Understanding the Exception Class Hierarchy Hi, welcome back. In the previous module, we learned why we want to handle errors, and why exceptions are the preferred error handling approach in C#. In this module, we're going to be digging a little bit deeper, and understanding more about the Exception class hierarchy. So we're going to kick off this module by discussing what an exception represents. We'll learn that exceptions are organized into a class hierarchy, and that the System. Exception class is the base class for all exception types. We'll learn about some commonly used constructors to create exceptions, and we'll also discuss some guidelines for the use, or more appropriately the nonuse of the ApplicationException class. And finally, we'll learn about some commonly encountered exception types. So let's kick off this module by learning what an exception represents.
Getting Started with Exceptions Hi, welcome back. In the previous module, we learned more about the exception hierarchy, we learned about the System. Exception base class, and some commonly-encountered exceptions, such as the ArgumentNullException and the NullReferenceException. In this module, we're going to start putting some of this knowledge to work. So in this module, we're going to get started by understanding more about exception handling when we're writing C# applications. We're going to learn how exceptions bubble up the call stack, and we're going to get an introduction to the try statement. We'll have a look at the demo code we'll be using for the rest of this course, and then we'll go and cause an exception to be thrown in the initial version of the demo code. We'll see that when an exception is thrown, we can get access to the stack trace, in addition to other information. We'll then learn how to create and throw an exception as part of our own code, and we'll also get started with exception catching. Finally, we'll round out this module with some exception handling good practices. So let's kick off this module by getting an understanding of exception handling and exception bubbling.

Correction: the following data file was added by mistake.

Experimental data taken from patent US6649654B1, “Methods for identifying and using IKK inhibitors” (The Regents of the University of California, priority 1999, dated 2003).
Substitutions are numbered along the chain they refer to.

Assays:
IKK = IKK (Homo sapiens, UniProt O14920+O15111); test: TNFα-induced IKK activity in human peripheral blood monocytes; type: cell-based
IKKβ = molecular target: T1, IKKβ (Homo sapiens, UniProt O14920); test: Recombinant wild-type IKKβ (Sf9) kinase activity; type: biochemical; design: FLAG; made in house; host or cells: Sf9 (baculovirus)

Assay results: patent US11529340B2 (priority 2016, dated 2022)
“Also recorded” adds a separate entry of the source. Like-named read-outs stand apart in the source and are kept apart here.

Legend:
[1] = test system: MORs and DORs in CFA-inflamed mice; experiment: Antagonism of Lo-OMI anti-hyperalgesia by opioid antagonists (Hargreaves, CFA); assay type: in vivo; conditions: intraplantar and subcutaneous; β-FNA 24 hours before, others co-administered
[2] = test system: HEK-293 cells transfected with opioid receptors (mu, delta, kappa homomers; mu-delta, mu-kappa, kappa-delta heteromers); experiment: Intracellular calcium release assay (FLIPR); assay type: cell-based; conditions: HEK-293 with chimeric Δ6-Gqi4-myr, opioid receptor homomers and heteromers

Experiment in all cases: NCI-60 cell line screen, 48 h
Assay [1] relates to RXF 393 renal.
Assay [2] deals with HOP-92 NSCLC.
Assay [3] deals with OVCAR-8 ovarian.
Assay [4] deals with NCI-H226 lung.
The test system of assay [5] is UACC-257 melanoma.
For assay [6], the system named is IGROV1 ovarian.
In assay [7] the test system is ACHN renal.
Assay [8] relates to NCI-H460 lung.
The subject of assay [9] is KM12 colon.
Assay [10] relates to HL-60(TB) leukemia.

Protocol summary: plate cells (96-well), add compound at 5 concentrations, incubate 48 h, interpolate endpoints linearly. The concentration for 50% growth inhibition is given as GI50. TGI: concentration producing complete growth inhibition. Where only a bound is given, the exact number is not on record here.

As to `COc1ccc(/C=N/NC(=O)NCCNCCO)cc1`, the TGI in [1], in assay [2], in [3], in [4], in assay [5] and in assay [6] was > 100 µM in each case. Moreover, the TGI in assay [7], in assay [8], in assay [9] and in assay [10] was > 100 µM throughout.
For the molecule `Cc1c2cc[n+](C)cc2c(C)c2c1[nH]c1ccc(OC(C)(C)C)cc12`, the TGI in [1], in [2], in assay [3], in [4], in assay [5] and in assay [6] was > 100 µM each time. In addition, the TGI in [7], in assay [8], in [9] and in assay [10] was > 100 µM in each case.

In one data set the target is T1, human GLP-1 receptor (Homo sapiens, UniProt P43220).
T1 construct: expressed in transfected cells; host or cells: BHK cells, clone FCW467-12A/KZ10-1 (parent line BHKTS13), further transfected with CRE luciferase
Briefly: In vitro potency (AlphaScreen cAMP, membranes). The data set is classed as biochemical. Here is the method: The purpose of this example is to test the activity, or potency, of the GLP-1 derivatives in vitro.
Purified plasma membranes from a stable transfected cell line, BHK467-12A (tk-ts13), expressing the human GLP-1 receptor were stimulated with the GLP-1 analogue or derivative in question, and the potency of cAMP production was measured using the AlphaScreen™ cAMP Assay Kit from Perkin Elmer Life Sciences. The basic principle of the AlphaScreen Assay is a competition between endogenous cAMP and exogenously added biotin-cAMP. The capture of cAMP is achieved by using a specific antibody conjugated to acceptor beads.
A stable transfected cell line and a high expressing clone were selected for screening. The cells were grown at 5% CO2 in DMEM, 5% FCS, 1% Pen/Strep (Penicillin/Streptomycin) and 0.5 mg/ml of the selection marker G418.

Catching, Throwing, and Rethrowing Exceptions Hi, welcome back. In the previous module, we got started throwing and catching exceptions. In this module, we're going to be digging deeper, and we're going to learn some additional techniques to catch exceptions, throw exceptions, and also rethrow exceptions. So we're going to kick off this module by learning how we can throw exceptions from expressions. We'll learn how we can have multiple catch blocks, each catching a different type of exception. We'll see the finally block in action, and we'll learn the correct and incorrect way to rethrow an exception, and if we don't do this correctly, how lose valuable stack trace information. We'll also learn how we can catch an exception, and then wrap it in a new instance of an exception. We will learn how we can further refine when a catch block is activated by making use of exception filters. And we'll also learn how we can implement global, unhandled exception handling. So let's kick off this module by learning how we can throw exceptions from expressions.